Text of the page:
Newborn screening consists of taking a few drops of blood from a baby's heel in the first week of life and testing it for a list of disorders. In the United States and most countries in Europe, newborn screening programs began in the 1960s and 1970s with screening for phenylketonuria (PKU), a rare metabolic disease that causes severe and irreversib...
Article
Full-text available
De GGD Hart voor Brabant krijgt een melding van een acute hepatitis B-infectie bij een alleenstaande, 40-jarige man die bij zijn ouders woont. De anamnese bevat slechts 1 aanwijzing voor een potentiële bron: een callgirl uit Litouwen, die hier in Nederland werkt via een escortbureau. De man heeft al vaker van haar diensten gebruik gemaakt, maar hij...
Article
Full-text available
Op 25 februari 2009 crashte een passagiersvliegtuig van Turkish Airlines vlak voor de landing op Schiphol. Het toestel had 125 passagiers en 7 bemanningsleden aan boord. Negen personen overleden, 120 raakten gewond. De ernstig gewonden onder hen hadden botbreuken, hersenschuddingen en open wonden; ze werden behandeld in 11 ziekenhuizen en 2 traumac...
Article
Full-text available
Een student geneeskunde bleef ondanks meerdere behandelingen maandenlang drager van Meticillineresistente Staphylococcus aureus (MRSA). Het MRSA-dragerschap werd ontdekt nadat de KNO-arts een ooruitstrijk afnam in verband met een oorinfectie. Nadat de student driemaal zonder succes was behandeld werd een contactonderzoek gestart en werden 3 MRSA-po...
Article
Open Peer Commentary to Blumenthal-Barby, J. S., and H. Burroughs. 2012. Seeking better health care outcomes: The ethics of using the “nudge.” American Journal of Bioethics 12(2): 1–10.
Article
Full-text available
In dit artikel stellen we ter discussie of het passend is om in het kader van de hielprikscreening ouders te informeren over dragerschap bij hun kind en zo ja, om dat dan standaard te doen of alleen op verzoek. We doen dit aan de hand van de casus sikkelcelziekte, maar mutatis mutandis geldt hetzelfde voor (dragerschap voor) CF. Daarbij beperken we...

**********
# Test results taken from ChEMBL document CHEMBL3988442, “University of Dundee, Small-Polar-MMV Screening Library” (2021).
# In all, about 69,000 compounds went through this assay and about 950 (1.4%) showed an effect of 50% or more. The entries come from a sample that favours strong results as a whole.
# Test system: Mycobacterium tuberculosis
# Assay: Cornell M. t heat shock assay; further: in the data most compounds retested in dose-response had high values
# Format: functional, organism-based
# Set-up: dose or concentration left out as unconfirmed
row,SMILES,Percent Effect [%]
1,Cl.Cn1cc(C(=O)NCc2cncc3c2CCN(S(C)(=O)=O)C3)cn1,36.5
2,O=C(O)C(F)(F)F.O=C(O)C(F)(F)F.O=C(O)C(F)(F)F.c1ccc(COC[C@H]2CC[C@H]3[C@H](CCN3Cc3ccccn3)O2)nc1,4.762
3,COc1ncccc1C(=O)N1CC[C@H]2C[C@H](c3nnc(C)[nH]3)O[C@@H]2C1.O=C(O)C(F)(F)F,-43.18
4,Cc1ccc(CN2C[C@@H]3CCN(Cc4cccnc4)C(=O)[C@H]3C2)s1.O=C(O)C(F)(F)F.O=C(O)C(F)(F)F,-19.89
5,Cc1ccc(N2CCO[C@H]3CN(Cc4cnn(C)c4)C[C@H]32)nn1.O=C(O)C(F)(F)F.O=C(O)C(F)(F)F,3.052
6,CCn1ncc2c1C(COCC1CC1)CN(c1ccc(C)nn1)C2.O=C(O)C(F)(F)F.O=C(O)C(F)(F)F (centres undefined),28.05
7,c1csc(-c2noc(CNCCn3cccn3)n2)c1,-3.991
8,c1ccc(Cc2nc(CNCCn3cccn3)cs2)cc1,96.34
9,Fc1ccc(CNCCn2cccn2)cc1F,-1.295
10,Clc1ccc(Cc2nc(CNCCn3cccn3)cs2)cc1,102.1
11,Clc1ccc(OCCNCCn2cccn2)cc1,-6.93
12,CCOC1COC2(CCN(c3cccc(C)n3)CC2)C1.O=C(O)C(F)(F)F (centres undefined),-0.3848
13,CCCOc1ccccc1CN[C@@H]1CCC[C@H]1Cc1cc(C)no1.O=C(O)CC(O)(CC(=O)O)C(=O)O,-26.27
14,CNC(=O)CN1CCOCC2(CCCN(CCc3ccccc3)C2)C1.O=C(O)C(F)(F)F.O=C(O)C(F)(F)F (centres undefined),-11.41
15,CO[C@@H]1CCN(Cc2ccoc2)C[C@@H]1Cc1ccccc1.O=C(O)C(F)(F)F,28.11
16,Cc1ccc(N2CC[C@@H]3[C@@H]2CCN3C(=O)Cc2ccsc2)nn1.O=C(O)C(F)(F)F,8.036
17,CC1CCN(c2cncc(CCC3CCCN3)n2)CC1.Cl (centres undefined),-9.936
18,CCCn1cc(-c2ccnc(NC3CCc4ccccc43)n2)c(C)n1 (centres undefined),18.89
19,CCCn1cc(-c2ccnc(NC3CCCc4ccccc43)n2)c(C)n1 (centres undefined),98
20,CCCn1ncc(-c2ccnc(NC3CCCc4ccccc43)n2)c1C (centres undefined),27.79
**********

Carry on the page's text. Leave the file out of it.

Article
Full-text available
Dit is het laatste artikel in een serie ethische casusbesprekingen. Het doel van deze serie is om te laten zien hoe ethische reflectie kan bijdragen aan verantwoorde keuzes in infectieziektebestrijding.
Article
Full-text available
Duurzaamheid wordt geassocieerd met ‘milieuvriendelijk’ en ‘respect voor de natuur’. Als het gaat om duurzaam antibioticagebruik roept dat echter vragen op. Antibiotica zijn immers middelen die we produceren om bepaalde vormen van ‘natuurlijk’ leven, namelijk bacteriën, te bestrijden.
Article
Since 1996 AIDS patients can be treated effectively with combinations of antiretroviral drugs. From the beginning this treatment has been very expensive and therefore unaffordable and unavailable for millions of patients in developing countries. As a result, pharmaceutical companies have been criticised because for their price policies and for hold...
Article
WHO have long called for universal vaccination against hepatitis B worldwide. However, in north-western Europe low incidence of the disease has fueled debate whether targeted or universal vaccination strategies are the way to go for. Careful assessment has made it clear that the extensive targeted hepatitis B vaccination programmes in the Netherlan...
Chapter
During the Parliamentary Enquiry on Fraud in the Dutch Construction Industry, CEOs gave various responses to the accusation that their companies were involved in fraud. Some responses only offer explanations of what had happened, but other responses were aimed to take away the blame that fell upon the companies and their executives. In this comment...
Chapter
Since 1996 AIDS patients can be treated effectively with combinations of antiretroviral drugs. From the beginning this treatment has been very expensive and therefore unaffordable and unavailable for millions of patients in developing countries. As a result, pharmaceutical companies have been criticised because for their price policies and for hold...
Article
As more and more new vaccines are developed and brought to the market, governments have to make decisions about which vaccinations to include in public programmes. This paper describes the experience in the Netherlands in developing a framework for assessing whether a vaccination should be included in the National Immunization Programme (NIP). Bear...
Article